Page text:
Will Google Chromecast kill 2.4GHz Wi-Fi?
The Google Chromecast HDMI/USB stick has arrived in the UK and brings with it a whole new meaning to the concept of the Smart TV. For the millions who own a TV with no built-in app support for £30 the Chromecast offers people the chance to watch cat videos from YouTube on their big screen, their favourite films via Netflix or the safe option of BBC iPlayer.
So why the worry about Wi-Fi, well the stick only uses 2.4 GHz Wi-Fi and this means that the increasingly congested wireless band is gaining another device that is a constant load rather than the bursty use from updating your facebook status or tweeting. The more traditional devices like the Xbox One, 360, PS4 and PS3 consoles all had the option of using Ethernet,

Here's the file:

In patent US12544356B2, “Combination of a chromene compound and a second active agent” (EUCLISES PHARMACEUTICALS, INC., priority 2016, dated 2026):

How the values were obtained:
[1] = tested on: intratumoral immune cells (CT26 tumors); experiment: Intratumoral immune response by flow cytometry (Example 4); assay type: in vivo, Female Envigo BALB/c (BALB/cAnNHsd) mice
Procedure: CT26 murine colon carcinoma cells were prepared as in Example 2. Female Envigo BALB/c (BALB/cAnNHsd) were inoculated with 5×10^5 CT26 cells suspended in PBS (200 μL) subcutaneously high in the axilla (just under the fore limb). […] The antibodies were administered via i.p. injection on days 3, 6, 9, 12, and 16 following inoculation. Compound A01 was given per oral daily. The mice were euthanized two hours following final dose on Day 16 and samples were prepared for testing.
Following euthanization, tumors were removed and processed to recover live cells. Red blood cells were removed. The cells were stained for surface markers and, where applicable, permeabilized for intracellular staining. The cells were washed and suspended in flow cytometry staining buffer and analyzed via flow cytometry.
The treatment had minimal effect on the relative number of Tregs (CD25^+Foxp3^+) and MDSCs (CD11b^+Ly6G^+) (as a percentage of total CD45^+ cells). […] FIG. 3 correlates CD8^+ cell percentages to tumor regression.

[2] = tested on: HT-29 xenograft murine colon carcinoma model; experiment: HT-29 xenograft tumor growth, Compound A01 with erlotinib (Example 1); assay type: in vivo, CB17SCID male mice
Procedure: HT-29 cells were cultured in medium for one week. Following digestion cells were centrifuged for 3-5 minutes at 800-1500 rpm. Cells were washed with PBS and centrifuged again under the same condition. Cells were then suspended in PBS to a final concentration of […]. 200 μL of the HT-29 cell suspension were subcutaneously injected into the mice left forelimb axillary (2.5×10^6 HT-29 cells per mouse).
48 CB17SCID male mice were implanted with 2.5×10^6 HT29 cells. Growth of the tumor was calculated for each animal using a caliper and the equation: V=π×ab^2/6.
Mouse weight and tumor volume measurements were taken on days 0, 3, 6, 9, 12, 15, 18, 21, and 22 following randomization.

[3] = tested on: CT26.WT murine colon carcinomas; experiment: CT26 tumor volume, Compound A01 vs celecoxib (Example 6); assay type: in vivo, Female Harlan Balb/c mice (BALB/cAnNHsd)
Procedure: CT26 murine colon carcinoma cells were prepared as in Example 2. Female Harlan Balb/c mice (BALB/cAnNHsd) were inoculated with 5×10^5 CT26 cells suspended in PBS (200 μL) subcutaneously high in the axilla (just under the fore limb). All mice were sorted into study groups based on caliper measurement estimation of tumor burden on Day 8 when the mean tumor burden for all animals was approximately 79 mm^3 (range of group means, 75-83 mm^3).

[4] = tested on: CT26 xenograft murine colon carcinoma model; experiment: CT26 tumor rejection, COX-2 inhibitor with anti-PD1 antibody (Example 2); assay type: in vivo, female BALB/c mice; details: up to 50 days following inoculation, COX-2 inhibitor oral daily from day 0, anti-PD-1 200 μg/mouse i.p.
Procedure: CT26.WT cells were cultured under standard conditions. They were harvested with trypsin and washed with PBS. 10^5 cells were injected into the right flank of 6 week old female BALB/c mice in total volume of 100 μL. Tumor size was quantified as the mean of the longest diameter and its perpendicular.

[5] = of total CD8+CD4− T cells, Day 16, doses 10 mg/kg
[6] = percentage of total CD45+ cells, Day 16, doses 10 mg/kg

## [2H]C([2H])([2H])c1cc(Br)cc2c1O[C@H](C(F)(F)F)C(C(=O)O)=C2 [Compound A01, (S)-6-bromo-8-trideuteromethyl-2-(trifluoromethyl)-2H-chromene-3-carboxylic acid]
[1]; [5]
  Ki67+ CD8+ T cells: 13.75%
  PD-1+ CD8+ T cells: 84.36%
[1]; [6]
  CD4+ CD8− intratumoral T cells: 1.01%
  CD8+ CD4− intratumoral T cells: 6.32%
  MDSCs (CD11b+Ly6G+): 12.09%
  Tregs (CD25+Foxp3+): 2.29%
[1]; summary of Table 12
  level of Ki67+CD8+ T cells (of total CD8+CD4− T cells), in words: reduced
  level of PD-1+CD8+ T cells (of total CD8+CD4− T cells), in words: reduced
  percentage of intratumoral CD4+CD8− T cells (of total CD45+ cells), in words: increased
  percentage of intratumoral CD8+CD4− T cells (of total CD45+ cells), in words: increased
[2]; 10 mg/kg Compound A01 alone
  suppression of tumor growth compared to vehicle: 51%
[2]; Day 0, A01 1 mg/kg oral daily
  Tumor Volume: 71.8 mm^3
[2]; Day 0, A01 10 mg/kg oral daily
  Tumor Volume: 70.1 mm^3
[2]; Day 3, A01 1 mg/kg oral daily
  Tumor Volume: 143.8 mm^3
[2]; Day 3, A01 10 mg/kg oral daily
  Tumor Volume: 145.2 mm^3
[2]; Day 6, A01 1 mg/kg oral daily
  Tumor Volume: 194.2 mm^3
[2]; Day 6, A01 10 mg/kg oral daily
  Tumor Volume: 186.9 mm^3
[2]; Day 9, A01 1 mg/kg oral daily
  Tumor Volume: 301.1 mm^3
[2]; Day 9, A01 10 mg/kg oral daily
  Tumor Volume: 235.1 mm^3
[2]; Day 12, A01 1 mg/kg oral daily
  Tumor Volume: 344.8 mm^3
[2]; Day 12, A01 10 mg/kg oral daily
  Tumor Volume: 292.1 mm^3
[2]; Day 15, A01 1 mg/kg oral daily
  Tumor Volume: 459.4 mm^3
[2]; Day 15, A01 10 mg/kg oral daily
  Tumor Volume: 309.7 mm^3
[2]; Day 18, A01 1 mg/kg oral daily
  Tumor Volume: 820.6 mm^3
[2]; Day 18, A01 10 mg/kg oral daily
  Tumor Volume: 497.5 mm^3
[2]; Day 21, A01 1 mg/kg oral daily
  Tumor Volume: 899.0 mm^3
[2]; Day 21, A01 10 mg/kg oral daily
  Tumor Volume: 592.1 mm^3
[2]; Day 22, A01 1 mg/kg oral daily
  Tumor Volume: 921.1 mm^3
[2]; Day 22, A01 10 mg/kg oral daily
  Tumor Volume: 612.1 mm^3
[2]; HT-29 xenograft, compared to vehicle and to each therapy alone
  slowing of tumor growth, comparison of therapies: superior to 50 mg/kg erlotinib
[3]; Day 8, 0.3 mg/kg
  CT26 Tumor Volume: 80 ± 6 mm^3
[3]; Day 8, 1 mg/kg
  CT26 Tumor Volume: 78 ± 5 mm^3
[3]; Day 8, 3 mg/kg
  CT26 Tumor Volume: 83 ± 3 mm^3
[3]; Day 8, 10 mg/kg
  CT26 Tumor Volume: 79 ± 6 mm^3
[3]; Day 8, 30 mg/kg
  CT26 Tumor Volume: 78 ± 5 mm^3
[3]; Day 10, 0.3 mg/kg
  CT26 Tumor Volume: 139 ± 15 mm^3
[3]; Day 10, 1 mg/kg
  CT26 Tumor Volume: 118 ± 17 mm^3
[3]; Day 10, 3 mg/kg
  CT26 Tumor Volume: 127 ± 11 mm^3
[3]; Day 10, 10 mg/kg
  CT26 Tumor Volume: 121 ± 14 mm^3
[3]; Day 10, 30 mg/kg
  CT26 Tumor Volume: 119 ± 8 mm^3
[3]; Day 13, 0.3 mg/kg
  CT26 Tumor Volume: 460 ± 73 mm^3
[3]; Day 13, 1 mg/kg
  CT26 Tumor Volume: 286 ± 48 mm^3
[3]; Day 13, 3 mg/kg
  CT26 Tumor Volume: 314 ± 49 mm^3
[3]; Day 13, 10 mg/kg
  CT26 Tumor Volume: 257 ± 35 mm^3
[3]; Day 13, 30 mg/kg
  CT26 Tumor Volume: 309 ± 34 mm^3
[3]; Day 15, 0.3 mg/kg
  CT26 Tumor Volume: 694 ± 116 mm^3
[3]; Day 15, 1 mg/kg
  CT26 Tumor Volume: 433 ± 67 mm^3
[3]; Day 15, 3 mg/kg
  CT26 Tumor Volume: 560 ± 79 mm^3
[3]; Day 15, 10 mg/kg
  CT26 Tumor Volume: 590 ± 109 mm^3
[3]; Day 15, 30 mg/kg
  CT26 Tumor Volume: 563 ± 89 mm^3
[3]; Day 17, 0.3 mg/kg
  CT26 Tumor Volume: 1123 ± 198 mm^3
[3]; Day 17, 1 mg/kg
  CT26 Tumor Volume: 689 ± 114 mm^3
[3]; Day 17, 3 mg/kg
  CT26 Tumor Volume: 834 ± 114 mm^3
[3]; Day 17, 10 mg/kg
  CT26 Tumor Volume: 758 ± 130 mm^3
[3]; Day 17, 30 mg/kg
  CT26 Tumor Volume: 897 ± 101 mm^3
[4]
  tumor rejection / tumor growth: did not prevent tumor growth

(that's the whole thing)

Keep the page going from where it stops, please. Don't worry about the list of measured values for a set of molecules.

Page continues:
Pricing seems to vary a little Amazon are listing the dongle for £30 currently and Currys if you dare to venture within has it for £30. The USB stick simply plugs directly into a spare HDMI port of your TV, and is powered via a USB port on the TV, or using the mains to USB adaptor included.
You can install apps like Plex to access content on your local network, rather than just casting video, audio and pictures from the Internet.
The Chromecast is competing with NOW TV from Sky in the UK, which is based around the Roku devices and while it has a nominal price of £9.95 for the box, you can buy a box with five months of movie passes for £34.99 (saving £19.95). The NOW TV is another 2.4 GHz WiFi only unit and have had occasions where WiFi congestion has lead to lower quality streams compared to other devices on the same connection using Ethernet.